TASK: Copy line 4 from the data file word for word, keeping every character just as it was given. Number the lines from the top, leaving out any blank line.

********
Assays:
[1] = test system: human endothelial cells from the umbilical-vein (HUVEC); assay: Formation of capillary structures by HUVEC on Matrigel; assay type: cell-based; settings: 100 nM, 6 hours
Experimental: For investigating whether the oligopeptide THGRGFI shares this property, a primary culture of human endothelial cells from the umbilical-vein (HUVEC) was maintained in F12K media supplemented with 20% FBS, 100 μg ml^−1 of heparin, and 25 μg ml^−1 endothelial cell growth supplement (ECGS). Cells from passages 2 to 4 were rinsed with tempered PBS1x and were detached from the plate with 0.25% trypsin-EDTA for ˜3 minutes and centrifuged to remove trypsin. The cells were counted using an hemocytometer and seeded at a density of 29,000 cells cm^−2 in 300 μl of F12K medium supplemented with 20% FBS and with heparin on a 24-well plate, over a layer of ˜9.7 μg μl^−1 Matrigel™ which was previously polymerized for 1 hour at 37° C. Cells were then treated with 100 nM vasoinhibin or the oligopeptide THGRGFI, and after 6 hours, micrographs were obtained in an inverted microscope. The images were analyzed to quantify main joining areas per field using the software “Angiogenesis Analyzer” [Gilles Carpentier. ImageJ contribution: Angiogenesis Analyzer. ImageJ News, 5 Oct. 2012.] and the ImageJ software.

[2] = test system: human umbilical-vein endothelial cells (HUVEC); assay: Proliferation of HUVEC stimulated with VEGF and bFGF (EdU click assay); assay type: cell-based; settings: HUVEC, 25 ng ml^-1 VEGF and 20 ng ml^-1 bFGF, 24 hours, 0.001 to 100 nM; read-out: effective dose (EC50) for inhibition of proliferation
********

[2] = test system: human umbilical-vein endothelial cells (HUVEC); assay: Proliferation of HUVEC stimulated with VEGF and bFGF (EdU click assay); assay type: cell-based; settings: HUVEC, 25 ng ml^-1 VEGF and 20 ng ml^-1 bFGF, 24 hours, 0.001 to 100 nM; read-out: effective dose (EC50) for inhibition of proliferation